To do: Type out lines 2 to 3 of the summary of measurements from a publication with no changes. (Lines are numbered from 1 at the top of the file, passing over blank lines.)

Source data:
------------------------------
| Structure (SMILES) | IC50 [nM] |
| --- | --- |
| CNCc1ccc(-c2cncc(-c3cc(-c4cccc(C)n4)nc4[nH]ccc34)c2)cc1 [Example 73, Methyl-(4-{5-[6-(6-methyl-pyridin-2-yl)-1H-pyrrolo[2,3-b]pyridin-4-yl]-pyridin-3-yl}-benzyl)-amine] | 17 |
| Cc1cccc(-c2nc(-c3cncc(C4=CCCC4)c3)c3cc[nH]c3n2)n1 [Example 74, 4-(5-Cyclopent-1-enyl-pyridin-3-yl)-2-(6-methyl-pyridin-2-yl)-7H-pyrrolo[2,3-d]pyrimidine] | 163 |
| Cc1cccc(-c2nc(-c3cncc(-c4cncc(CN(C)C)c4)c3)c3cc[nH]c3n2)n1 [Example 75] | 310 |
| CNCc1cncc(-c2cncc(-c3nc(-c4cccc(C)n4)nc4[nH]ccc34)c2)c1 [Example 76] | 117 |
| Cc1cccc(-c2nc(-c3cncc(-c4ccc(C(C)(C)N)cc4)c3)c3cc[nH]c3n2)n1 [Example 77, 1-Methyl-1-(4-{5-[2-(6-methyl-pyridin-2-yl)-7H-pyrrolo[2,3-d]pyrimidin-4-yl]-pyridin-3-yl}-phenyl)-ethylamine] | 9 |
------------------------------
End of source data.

| --- | --- |
| CNCc1ccc(-c2cncc(-c3cc(-c4cccc(C)n4)nc4[nH]ccc34)c2)cc1 [Example 73, Methyl-(4-{5-[6-(6-methyl-pyridin-2-yl)-1H-pyrrolo[2,3-b]pyridin-4-yl]-pyridin-3-yl}-benzyl)-amine] | 17 |